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BC wine smuggling anyone?

B.C.'s trade war with Alberta has taken a new turn this week as entrepreneurs look to take advantage of the political tug of war for the hearts and minds of Canadian consumers.

The latest salvo comes in the form of a bespoke vacation from B.C.-based luxury tour company, Butiq Escapes.

Co-founder, Ryan Clark, tells Castanet the B.C. Wine Smuggling Escape for Albertans is designed to be "cheeky" and offers guests a potential way around the trade blockade.

"We have many clients we take on wine tours during the summer months and this is a tongue in cheek way of offering them something different and special and saying hold on tight," Clark said. 

The deal, for those with deep pockets and a hankering for B.C. vino, includes a private jet for you and your friends that'll take you to the Okanagan and/or the Cowichan Valley on the Island for three or four nights. You'll be sent home stocked with "bootlegged" wine.

Prices range from $13,000 to $25,000 but could go up or down depending on how elaborate your tastes are and how many friends you have.

The price includes accommodation, flights, access to private chefs and 50 bottles of wine for the road.

"If they want to take a helicopter from winery to winery or rent a Ferrari for a day, we accommodate that, it's five star plus definitely."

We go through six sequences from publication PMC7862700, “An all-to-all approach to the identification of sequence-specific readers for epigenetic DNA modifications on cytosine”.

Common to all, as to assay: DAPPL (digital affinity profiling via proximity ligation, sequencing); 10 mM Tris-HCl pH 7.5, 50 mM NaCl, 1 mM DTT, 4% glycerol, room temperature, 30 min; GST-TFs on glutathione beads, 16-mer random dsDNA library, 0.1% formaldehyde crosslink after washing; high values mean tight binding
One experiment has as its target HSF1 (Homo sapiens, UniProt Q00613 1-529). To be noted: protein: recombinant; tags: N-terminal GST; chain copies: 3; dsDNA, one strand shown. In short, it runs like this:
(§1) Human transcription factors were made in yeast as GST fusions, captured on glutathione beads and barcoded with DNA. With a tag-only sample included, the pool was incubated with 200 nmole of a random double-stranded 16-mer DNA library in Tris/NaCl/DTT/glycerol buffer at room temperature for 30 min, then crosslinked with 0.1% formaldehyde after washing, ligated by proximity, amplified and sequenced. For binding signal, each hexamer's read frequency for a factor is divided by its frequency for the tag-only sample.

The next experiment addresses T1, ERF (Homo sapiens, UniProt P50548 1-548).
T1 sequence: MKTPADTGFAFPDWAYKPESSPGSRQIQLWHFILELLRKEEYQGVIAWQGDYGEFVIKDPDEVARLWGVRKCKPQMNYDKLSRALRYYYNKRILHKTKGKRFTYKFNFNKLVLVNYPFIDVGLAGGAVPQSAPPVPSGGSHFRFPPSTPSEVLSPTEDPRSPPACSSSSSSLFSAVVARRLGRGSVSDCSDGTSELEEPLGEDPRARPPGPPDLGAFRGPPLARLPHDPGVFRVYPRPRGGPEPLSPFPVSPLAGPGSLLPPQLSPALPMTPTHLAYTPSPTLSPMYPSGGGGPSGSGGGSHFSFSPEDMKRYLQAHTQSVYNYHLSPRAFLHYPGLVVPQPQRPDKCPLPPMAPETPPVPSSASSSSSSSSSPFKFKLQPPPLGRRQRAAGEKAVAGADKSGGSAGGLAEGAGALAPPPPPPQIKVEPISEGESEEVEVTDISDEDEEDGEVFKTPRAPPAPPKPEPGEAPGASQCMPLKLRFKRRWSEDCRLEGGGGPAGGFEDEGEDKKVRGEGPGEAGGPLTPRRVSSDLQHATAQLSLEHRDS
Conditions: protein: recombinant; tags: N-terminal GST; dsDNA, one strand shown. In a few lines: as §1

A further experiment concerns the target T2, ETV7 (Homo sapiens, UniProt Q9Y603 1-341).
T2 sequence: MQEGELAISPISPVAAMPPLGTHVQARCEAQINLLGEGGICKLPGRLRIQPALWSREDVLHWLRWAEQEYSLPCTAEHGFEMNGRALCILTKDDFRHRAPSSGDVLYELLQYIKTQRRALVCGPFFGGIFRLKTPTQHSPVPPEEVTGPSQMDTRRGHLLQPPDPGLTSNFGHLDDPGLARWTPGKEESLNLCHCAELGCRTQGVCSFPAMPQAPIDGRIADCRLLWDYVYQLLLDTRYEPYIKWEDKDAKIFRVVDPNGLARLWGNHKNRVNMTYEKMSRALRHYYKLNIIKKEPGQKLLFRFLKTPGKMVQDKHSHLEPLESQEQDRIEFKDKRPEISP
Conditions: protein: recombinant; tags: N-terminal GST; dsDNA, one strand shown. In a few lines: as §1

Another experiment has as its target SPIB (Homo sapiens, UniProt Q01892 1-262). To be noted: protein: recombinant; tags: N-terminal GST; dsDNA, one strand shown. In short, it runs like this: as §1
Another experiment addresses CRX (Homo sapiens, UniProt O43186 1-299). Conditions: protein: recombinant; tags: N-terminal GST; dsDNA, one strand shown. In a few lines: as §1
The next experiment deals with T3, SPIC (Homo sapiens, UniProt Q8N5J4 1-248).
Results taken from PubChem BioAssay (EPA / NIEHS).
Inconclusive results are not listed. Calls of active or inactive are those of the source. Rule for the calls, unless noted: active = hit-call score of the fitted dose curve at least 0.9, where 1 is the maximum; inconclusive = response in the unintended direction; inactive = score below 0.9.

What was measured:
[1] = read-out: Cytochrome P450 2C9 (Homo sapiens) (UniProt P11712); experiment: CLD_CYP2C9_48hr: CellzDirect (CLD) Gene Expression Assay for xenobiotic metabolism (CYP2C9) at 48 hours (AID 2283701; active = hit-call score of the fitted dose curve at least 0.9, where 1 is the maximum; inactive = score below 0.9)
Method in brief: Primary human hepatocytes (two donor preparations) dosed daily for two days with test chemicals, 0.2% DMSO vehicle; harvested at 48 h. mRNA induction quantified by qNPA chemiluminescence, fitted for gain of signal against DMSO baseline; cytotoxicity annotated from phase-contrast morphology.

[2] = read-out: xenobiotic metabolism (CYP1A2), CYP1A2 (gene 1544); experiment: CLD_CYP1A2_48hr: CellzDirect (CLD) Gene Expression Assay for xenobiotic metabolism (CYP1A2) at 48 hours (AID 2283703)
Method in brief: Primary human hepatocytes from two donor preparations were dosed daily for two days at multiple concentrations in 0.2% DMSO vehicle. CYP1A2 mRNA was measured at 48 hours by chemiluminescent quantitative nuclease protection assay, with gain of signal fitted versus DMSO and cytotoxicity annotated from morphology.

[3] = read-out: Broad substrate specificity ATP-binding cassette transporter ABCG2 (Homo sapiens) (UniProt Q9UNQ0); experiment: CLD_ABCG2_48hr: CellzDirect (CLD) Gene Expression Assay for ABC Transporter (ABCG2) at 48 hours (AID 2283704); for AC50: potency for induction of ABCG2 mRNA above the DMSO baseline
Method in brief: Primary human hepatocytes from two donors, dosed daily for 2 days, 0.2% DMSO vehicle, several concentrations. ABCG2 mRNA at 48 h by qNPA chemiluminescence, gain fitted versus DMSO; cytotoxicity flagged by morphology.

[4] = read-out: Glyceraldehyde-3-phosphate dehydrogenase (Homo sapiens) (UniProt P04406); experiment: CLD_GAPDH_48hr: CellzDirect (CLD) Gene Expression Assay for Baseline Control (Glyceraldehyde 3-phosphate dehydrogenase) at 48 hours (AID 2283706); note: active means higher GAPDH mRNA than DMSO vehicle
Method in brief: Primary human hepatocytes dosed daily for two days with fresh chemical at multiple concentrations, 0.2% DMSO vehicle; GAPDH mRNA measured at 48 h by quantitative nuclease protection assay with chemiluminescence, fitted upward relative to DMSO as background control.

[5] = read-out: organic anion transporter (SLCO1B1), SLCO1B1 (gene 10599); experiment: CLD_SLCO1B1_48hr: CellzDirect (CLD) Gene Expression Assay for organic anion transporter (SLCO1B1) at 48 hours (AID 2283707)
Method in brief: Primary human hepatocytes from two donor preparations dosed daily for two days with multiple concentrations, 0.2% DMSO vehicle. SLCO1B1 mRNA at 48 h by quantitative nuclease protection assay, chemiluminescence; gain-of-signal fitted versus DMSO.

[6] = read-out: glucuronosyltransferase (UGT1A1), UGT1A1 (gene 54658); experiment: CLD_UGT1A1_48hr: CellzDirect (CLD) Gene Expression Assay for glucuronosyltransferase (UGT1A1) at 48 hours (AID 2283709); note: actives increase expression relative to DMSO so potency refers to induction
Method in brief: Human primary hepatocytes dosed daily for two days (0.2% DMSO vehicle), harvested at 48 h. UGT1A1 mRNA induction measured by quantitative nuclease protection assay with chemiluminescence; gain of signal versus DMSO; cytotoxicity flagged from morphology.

Clark says they just put it out there a couple of days ago and so far haven't had any bites, but he's optimistic that will change. Especially if the trade dispute continues into the summer months.

"I just thought it would be nice if people were thinking less war, more vacation. We're not trying to offend, I understand some may take offence but that can happen when you're trying to market to a niche audience. "

The Alberta government banned imports of B.C. wine into the province on Feb. 6 as a protest for the B.C. government’s stalling on the Trans Mountain pipeline expansion. Albertans spent $72 million on B.C. wine in 2017.

"We're really worried this will escalate to the point where Albertans don't want to travel to B.C., I don't think it will get to that," Clark said. "I know tons of Albertans who travel to Kelowna every summer and I don't think that's going to stop. There's something about Kelowna, it has it all."

Newly elected Kelowna West MLA Ben Stewart, who's well acquainted with the B.C. wine business, says so far the rhetoric has all been knee jerk.

"Selling wine internationally is a tough and not very profitable market," Stewart said. "Our most profitable, and realistic, for high-cost producers like B.C. is making sure people keep coming to our doorstep where we get to keep some of the tax revenue that doesn't go to government. That keeps some of the small wineries in business."
 
The ongoing boycott does not prohibit consumers from travelling west to buy B.C. wine for themselves.

The edgy Butiq Escapes is also working on a vacation when marijuana is legalized, aptly named, "Highest of Highs."

The tour will include a five star chopper ride to a mountain peak, where guests can smoke weed, legally of course.



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